I held his hand as we walked from the parking garage to the hospital entrance. It was 5:29 a.m. on your birthday. I dropped his hand and stopped walking. He looked back at me, his expression silently asking if I was okay. “We are having this baby today,” I said to him with conviction. “We are doing this today.” Jimmy smiled and laughing said, “We’re going to have her by noon so then we don’t have to miss lunch.” He picked my hand back up, I gave him the most exaggerated eye roll possible and then we made our way to the birthing center.
We were scheduled to be at the hospital at 5:30 and typical of us, we arrived right on the dot (or a few minutes after). Nana Debbie was there with us too. We were all pretty sleepy and had spent the last three days in a marathon rush to finish the upstairs renovation, assemble furniture, move into the nursery, clean the house and take care of all last minute chores that needed completed before baby arrived. We even squeezed in a family Christmas party. Despite our tiredness, there was an energy between us. We had all been praying so hard for Evelyn and for this day. Today we would finally meet the little girl who stole our hearts many months ago. Today I would meet the little miracle baby that I worked so diligently for during my pregnancy. Today, I would finally become a momma.
Checking in, hooking into the IV and starting the pitocin all happened pretty fast. I was still 75% effaced and 2-3 cm dilated — same as I was at the doctors office Monday. I started working on a knit hat that I planned to have made for baby to wear home from the hospital. Jimmy and Debbie went to the cafeteria for breakfast and the nurses gave me a timeline for the day. Before I knew it, 8 a.m. arrived and the doctor came in to check me and break my water. I had been on pitocin for an hour and just started to feel contractions when Dr. Lovins broke my water. It felt like I peed all over myself. It was a wonderful feeling, as you can imagine.
The nurses kept increasing my pitocin drip and then my contractions started to get more frequent and pretty intense — quickly. My aunt Lesa came to the hospital to see us and my best friend Laura came to cheer me on for a while during labor. She brought this beautiful vision board that she created and used during her labor.
The doctor, nurses and my “birthing team,” as I called Jimmy, Debbie and Laura, knew my plan to have a natural childbirth. I didn’t want the baby to experience any of the narcotics nor did I want an epidural. I was open to any of those options if it meant that the birth experience would be smoother and less stressful. Above all, I wanted the entrance into this world to be calm and filled with love.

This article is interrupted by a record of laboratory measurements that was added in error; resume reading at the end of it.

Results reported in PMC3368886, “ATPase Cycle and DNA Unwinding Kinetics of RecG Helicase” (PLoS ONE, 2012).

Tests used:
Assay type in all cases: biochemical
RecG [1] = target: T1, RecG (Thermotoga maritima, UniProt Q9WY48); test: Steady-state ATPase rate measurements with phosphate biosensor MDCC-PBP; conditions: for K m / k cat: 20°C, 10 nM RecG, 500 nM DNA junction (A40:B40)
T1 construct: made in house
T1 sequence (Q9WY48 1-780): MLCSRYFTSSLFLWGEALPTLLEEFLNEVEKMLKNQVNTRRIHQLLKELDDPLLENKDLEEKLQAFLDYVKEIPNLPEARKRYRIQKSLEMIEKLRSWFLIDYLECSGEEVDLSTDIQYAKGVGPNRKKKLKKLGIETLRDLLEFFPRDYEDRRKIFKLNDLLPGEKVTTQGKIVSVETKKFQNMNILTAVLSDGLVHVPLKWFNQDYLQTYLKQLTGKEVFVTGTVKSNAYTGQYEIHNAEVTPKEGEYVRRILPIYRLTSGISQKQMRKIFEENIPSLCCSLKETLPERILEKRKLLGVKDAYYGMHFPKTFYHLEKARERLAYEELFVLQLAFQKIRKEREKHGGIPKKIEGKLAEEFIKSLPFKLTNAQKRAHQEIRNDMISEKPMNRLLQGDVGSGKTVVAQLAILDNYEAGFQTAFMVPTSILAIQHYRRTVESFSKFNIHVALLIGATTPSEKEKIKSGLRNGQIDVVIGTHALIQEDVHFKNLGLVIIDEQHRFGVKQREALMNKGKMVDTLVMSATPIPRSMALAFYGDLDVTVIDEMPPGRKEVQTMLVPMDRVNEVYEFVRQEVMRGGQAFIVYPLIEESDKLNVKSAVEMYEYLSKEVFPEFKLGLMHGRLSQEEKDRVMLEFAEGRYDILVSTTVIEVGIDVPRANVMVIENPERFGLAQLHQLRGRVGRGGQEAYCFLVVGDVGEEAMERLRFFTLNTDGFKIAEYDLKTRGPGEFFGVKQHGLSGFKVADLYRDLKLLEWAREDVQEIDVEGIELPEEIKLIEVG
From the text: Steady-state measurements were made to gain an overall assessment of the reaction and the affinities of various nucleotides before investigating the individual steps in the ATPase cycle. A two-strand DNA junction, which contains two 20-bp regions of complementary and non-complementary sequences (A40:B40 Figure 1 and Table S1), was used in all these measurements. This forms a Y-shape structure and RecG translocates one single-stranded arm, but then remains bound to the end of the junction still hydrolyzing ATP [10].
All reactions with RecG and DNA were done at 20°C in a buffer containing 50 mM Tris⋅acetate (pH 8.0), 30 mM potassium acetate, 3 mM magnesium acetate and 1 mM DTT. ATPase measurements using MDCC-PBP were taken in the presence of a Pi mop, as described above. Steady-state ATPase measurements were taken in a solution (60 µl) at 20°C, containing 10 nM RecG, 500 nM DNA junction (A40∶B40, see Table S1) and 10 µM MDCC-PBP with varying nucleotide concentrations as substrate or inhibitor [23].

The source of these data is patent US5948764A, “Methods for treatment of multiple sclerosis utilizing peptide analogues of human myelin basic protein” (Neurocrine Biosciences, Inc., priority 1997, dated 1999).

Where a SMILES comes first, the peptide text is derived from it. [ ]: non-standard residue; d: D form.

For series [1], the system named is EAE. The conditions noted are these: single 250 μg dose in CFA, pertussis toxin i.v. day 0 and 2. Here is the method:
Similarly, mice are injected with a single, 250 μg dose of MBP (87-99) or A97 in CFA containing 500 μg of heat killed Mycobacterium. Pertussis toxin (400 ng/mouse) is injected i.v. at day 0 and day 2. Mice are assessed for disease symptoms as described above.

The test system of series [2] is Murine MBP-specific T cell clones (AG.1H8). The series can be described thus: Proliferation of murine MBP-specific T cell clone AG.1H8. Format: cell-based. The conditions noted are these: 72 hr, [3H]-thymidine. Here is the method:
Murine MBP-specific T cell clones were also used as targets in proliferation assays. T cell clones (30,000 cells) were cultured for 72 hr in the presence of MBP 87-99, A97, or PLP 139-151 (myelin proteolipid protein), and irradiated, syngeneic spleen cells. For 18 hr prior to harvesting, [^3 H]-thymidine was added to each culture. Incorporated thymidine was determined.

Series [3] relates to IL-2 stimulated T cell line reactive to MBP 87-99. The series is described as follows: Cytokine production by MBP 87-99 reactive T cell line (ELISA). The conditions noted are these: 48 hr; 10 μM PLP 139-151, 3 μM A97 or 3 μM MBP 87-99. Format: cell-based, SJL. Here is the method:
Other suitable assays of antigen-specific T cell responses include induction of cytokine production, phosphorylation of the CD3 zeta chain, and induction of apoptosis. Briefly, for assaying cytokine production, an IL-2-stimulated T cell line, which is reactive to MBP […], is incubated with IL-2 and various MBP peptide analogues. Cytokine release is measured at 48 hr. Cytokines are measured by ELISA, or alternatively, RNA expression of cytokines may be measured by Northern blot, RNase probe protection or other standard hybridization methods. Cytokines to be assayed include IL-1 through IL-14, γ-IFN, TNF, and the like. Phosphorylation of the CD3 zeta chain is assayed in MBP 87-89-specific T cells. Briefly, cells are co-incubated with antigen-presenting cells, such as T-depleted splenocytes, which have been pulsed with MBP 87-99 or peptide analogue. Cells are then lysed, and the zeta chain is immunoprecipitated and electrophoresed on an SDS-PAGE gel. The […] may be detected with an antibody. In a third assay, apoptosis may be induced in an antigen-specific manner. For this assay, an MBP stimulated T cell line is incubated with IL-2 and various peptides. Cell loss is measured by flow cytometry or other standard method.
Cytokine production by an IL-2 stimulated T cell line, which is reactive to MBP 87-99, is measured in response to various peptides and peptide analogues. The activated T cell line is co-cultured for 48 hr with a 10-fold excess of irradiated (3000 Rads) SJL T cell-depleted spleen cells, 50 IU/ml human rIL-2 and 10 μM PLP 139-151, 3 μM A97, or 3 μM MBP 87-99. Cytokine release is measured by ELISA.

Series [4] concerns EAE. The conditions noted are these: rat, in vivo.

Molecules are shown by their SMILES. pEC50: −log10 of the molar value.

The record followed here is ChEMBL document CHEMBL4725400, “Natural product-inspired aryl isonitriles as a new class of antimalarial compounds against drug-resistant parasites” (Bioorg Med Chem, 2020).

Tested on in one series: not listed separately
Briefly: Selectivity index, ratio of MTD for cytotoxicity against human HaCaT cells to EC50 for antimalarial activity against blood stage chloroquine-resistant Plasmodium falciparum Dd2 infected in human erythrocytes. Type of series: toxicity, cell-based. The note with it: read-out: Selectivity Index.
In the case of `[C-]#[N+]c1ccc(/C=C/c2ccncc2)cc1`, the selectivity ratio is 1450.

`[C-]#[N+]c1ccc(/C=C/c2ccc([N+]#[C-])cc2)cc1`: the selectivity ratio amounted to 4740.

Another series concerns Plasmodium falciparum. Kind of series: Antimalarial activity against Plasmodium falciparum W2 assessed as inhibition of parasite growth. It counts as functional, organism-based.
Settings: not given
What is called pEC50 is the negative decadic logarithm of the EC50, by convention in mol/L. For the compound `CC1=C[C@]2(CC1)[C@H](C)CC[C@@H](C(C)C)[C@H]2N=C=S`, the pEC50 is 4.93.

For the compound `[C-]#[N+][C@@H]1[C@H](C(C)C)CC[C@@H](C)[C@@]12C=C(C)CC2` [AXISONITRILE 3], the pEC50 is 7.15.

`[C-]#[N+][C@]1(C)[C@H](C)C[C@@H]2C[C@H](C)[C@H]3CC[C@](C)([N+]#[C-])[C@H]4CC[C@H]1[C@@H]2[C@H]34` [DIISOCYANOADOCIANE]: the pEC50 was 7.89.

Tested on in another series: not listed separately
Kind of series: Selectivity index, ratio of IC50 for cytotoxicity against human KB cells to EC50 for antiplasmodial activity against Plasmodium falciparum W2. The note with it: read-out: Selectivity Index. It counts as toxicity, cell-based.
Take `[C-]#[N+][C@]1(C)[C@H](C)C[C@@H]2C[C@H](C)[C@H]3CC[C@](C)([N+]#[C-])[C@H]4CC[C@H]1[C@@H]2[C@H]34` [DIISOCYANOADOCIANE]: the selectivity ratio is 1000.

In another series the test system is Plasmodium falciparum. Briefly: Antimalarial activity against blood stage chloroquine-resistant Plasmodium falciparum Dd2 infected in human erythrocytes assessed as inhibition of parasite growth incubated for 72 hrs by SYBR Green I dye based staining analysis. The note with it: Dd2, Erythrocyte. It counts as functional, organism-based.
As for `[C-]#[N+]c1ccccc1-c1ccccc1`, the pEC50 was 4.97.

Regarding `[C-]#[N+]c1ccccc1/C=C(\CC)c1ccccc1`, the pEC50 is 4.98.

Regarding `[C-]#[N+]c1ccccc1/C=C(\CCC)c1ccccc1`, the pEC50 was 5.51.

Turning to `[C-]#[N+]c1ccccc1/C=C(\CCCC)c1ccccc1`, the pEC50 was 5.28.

By 9:30, the contractions were piggybacking. Mine hit, then the pitocin contraction, then my contractions were trying to play catchup to the induced ones. I started to be able to recognize when one was starting, then close my eyes and breathe through it. The back labor started not long after. Luckily, the way the baby was positioned only caused pain on one side of my back. One of my sweet nurses showed Jimmy how to massage that area to help during my contractions.
By 10:30 another nurse had been into check me and I was almost complete. A call was put into my doctor to make her way back to the hospital. I went through transition before I even knew I had started it. I thought the intense pain I was feeling was still pre-transition and I would be experiencing them for several more hours. Little did I know by the time I even thought that maybe I couldn’t do it without pain medication, I was almost to the finish line! The nurses helped me to change positions pretty frequently to get me to 10 cm and ready to push. I had just a half cm to go and I wasn’t progressing.
This is NORMAL.
Don’t make fists.
This IS normal.
Relax your face.
THIS is normal.
And anytime I to opened my eyes, they were met with a loving gaze from Jimmy’s blue eyes. Always inches from mine.
The doctor arrived and started to help me during my contractions to have the last little lip of cervix be pushed over the baby’s head so we could start pushing. After telling the nurse and doctor several times during the height of contractions that I really needed to push, they finally let me slide down to the bottom of the bed and start pushing. It was such a relief during the pain of the contractions to finally act on the natural feelings I was having. After a few contractions of pushing, the doctor told me to look at the mirror that they placed at the bottom of the bed and I’ll never forget seeing the face of our sweet daughter. It was the motivation that I needed to give one last big push to bring her into the world.
“You’re here. I can’t believe you’re finally here,” I said over and over with her in my arms. “I did it, Jimmy. We did it,” I said looking up at Jimmy who had just cut the cord. I pulled my gown down and put her on my chest for the most intimate, loving start to her life. We spent what felt like hours with her on my chest and nursing before the nurses took her for her evaluations and to get cleaned up. The next few hours were a blur of doctors, nurses a few visitors and watching Jimmy fall in love. I was running a fever and shaking pretty bad, but couldn’t wrap my brain around the fact that I JUST PUSHED A BABY OUT OF MY BODY.
Our little girl entered the world at 11:56 a.m. (just in time for her poppa to go get lunch!) weighing 7 lbs. 9 oz. and measuring 21″ long. She had a full head of hair, long fingers and monkey toes.
It’s been a whirlwind ever since we left the hospital — a quiet first Christmas at home, Jimmy going back to work and me adjusting to being a full time mom to the most beautiful little lady, ever. I’m so grateful for the trio of people who helped coach me through this amazing experience. And especially to my best friend, Laura, who captured almost all of these photos for me. You are so loved my dear!